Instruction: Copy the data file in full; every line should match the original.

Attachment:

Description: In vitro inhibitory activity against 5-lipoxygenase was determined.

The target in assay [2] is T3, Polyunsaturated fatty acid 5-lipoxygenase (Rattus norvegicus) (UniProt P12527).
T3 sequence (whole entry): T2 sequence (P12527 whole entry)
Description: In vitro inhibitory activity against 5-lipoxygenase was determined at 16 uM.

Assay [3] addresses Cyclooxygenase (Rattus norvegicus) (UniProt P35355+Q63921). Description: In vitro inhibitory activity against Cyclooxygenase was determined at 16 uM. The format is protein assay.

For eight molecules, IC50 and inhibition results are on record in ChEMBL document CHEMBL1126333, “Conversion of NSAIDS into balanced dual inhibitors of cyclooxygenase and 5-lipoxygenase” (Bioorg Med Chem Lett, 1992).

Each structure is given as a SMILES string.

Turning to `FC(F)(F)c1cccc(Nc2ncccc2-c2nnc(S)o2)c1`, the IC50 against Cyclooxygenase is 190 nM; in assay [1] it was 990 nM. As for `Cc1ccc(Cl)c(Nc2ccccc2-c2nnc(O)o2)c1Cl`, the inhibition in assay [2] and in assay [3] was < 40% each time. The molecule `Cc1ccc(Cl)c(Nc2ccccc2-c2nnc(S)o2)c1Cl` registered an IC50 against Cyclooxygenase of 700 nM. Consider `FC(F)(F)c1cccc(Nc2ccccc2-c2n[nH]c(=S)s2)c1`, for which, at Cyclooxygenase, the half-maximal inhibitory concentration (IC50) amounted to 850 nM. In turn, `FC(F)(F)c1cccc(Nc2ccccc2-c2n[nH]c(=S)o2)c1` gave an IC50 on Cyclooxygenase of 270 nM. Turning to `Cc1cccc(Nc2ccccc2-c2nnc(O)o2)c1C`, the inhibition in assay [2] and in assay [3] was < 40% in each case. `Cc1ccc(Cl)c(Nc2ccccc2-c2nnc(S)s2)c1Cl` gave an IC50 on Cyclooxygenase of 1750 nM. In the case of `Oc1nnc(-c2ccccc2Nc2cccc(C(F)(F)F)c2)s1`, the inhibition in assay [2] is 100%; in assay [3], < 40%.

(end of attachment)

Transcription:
Description: In vitro inhibitory activity against 5-lipoxygenase was determined.

The target in assay [2] is T3, Polyunsaturated fatty acid 5-lipoxygenase (Rattus norvegicus) (UniProt P12527).
T3 sequence (whole entry): T2 sequence (P12527 whole entry)
Description: In vitro inhibitory activity against 5-lipoxygenase was determined at 16 uM.

Assay [3] addresses Cyclooxygenase (Rattus norvegicus) (UniProt P35355+Q63921). Description: In vitro inhibitory activity against Cyclooxygenase was determined at 16 uM. The format is protein assay.

For eight molecules, IC50 and inhibition results are on record in ChEMBL document CHEMBL1126333, “Conversion of NSAIDS into balanced dual inhibitors of cyclooxygenase and 5-lipoxygenase” (Bioorg Med Chem Lett, 1992).

Each structure is given as a SMILES string.

Turning to `FC(F)(F)c1cccc(Nc2ncccc2-c2nnc(S)o2)c1`, the IC50 against Cyclooxygenase is 190 nM; in assay [1] it was 990 nM. As for `Cc1ccc(Cl)c(Nc2ccccc2-c2nnc(O)o2)c1Cl`, the inhibition in assay [2] and in assay [3] was < 40% each time. The molecule `Cc1ccc(Cl)c(Nc2ccccc2-c2nnc(S)o2)c1Cl` registered an IC50 against Cyclooxygenase of 700 nM. Consider `FC(F)(F)c1cccc(Nc2ccccc2-c2n[nH]c(=S)s2)c1`, for which, at Cyclooxygenase, the half-maximal inhibitory concentration (IC50) amounted to 850 nM. In turn, `FC(F)(F)c1cccc(Nc2ccccc2-c2n[nH]c(=S)o2)c1` gave an IC50 on Cyclooxygenase of 270 nM. Turning to `Cc1cccc(Nc2ccccc2-c2nnc(O)o2)c1C`, the inhibition in assay [2] and in assay [3] was < 40% in each case. `Cc1ccc(Cl)c(Nc2ccccc2-c2nnc(S)s2)c1Cl` gave an IC50 on Cyclooxygenase of 1750 nM. In the case of `Oc1nnc(-c2ccccc2Nc2cccc(C(F)(F)F)c2)s1`, the inhibition in assay [2] is 100%; in assay [3], < 40%.